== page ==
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Six points (3-4 FG), nine rebounds, three assists, a steal and a block.
That was Andre Iguodala's stat line from the Warriors' incredible 26-point comeback win over the Celtics on Sunday night in Boston.
The numbers aren't overly impressive, but Golden State head coach Steve Kerr doesn't care about that.
"Andre's had a fantastic year," Kerr told reporters following the win. "If you don't watch all the time you'd look at the numbers and say, 'He's having his worst year.' He's having a great year ... He was brilliant tonight."
Kerr is right. Iguodala is having the worst year of his career, statistically.
The 11-year veteran is averaging career-lows in points (7.5), rebounds (3.4), assists (2.9), steals (1.1) and minutes (27.1).
Prior to the season opener, one of the questions surrounding the Warriors was "Will Iguodala be OK with possibly coming off the bench?" Iguodala himself wasn't sure how he felt about it.
"I don't know," Iguodala said back in mid-October. "That's a good question ... (I'm) just growing up, and being smart about the situation. You could do the opposite and just tank it, just to say that it's wrong.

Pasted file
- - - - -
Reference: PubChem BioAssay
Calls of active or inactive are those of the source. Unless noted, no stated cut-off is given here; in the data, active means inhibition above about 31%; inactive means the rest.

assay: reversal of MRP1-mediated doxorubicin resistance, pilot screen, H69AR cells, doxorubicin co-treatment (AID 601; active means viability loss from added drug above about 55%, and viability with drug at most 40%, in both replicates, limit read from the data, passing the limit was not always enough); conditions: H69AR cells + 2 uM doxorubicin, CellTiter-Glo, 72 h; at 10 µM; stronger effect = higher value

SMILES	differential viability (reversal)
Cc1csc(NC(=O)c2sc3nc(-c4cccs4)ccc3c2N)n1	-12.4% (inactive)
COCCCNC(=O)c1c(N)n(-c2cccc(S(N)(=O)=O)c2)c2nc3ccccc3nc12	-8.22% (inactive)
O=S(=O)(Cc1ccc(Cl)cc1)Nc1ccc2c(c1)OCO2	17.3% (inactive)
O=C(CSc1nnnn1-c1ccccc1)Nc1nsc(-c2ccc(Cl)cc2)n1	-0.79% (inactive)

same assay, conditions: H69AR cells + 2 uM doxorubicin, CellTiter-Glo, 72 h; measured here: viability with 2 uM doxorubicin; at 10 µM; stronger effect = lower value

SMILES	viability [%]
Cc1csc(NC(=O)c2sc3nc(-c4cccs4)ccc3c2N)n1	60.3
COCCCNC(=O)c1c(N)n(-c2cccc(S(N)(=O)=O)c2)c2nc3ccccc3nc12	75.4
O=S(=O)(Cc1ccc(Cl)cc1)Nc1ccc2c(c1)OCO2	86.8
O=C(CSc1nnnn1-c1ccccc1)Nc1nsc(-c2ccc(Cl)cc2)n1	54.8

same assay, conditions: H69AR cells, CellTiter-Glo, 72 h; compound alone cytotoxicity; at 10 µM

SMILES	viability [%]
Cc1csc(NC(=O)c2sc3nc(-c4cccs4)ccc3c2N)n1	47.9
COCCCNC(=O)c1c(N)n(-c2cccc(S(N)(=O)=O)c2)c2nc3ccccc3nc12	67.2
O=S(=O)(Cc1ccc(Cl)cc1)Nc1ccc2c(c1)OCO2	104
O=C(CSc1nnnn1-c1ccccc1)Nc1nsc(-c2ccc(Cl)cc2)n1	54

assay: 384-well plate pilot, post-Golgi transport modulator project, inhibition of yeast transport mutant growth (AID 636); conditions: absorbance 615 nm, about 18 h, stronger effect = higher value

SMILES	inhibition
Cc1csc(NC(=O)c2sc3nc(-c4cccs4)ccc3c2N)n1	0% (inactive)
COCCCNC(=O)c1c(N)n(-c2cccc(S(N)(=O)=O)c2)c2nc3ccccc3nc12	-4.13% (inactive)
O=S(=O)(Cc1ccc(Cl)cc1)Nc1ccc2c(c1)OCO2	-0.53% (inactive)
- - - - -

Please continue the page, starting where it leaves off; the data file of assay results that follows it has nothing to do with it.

"But our whole focus with this team is just to try to continue to improve and make the most out of our units. We have so much depth, there's a real opportunity for us to get where everybody wants to be."
After starting all 758 games from 2004 to 2014, Iguodala has come off the bench in all 54 games he's appeared in this season.
"His role has totally changed," Kerr explained. "The minutes are down a little bit, the starting job is no longer there. He's asked to do so much in terms of his defensive matchups, handling the ball when he comes in, settling down the second group."
Accepting his new role allowed Harrison Barnes, who struggled last year under Mark Jackson, to thrive in the starting lineup.
Barnes averaged 9.5 points and 4.0 rebounds last season, while shooting 39.9 percent from the field and 34.7 percent from the 3-point line.
This year? The third-year small forward is averaging 10.4 points and 5.8 rebounds per game, while shooting over 49 percent from the field and 43.2 percent from deep -- good for fifth in the NBA.
Iguodala paved the way by making the sacrifice and at 46-11, the Warriors boast the best record in the NBA.
"He's a phenomenal basketball player," Kerr said, "And he gives us that feel and that IQ that we need on the floor all the time."